Blackburn distinguishes between two separate effects, the substitution effect (where some consumers may substitute free music downloads for purchases) and the penetration effect (where increased exposure through P2P file-sharing leads to increased purchasing of those works). The substitution effect is found to be strongest for well-known artists, while the penetration effect is strongest for the unknown artists. Thus, when an overall negative impact of file-sharing is experienced in the analysis of Blackburn (2004), this is mainly due to the fact that the industry is dominated by a few well-known artists. Consequently, P2P file-sharing not only provides exposure for some new artists, but also results in some income distribution within the music industry. For this reason, many superstars oppose P2P file-sharing. However, in an analysis of CD sales and P2P file-sharing data from Japan, Tanaka (2004) shows that there is little evidence that file-sharing reduces CD sales.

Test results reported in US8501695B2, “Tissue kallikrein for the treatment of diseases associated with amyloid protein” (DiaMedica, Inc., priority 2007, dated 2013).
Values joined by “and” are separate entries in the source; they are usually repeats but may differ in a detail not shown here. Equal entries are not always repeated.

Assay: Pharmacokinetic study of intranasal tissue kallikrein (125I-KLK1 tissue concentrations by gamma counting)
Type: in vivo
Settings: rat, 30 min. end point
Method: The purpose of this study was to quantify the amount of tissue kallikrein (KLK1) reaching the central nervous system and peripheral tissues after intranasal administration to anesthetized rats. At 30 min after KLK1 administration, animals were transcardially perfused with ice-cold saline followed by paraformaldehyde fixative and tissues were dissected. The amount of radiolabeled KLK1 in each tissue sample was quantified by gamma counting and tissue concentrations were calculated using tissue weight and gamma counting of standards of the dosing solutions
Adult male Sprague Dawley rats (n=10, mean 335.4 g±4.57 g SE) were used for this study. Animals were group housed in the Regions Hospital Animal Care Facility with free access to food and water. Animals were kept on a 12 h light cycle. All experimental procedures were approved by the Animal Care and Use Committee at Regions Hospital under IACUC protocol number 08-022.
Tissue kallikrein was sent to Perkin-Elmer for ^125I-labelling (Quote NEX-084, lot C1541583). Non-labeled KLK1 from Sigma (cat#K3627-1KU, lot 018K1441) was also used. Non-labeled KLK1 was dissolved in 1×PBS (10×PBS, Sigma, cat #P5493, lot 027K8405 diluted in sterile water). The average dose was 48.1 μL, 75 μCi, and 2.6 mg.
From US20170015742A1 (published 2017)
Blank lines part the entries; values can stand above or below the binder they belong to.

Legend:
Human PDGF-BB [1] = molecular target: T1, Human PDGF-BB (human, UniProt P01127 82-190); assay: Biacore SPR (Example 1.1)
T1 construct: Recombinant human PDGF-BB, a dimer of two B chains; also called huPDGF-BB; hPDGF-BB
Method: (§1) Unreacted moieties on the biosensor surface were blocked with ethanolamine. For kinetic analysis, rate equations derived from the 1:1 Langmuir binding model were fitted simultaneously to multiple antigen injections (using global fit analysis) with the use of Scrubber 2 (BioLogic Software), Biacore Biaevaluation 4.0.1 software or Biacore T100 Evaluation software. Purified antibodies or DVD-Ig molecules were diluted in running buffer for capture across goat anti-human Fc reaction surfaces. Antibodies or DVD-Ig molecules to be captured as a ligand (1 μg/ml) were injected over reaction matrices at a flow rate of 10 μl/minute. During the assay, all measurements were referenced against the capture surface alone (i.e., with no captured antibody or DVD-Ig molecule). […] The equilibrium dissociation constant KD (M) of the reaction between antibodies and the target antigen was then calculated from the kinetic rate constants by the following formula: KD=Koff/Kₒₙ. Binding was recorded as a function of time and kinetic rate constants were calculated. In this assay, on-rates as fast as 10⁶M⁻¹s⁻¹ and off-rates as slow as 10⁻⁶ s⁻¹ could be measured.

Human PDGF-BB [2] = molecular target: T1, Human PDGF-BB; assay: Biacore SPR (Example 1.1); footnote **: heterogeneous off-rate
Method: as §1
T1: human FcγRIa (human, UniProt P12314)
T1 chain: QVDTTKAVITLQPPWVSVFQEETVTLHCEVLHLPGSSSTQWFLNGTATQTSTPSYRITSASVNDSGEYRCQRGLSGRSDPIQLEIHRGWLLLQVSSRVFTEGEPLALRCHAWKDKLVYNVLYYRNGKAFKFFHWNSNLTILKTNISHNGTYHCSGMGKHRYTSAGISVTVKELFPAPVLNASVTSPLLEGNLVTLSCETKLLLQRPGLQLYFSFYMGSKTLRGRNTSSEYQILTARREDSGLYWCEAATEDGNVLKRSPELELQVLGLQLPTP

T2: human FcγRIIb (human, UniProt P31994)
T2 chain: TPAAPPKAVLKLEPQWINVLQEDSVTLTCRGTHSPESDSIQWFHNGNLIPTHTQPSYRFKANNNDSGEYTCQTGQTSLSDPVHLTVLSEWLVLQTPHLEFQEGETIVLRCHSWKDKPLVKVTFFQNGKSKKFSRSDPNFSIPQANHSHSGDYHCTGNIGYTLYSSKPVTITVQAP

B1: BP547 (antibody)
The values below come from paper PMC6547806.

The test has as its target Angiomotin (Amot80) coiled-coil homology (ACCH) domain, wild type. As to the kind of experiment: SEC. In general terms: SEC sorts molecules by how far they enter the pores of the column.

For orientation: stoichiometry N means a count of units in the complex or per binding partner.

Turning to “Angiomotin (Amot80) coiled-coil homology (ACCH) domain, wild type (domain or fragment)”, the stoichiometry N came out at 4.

Bounie (2005) also separates the P2P file-sharing population into two groups: "explorers" who discover new music and increase their CD purchasing, and "pirates" who substitute P2P downloads for CD purchases. Furthermore, Madden (2004) also confirms in a report on the Pew Internet & American Life Project that artists are divided with regard to their view on whether the Internet has made it possible for them to make more money from their work, or whether it has made it harder to protect their work from piracy and unlawful use. Still, many of the artists do not view the Internet and file sharing as a great threat. 52% of all artists and 55% of all paid artists believe that it should be legal for Internet users to share unauthorized copies of music and movies over P2P file-sharing networks, compared to 37% of all artists and 35% of all paid artists who say it should be illegal. The following hypothesis can be tested in this context:


H2. People who engage in music downloading and P2P file-sharing do so partly because they wish to hear a soundtrack or an artist before buying. Thus, there is a positive relationship between P2P file-sharing and music purchasing.

Liebowitz (2005) attacks the possibility of a positive P2P sampling effect by arguing that, although consumers may learn more about the music and make superior choices, record companies are not necessarily better off. Liebowitz sees two opposite effects of sampling, which are both about 'tolerance':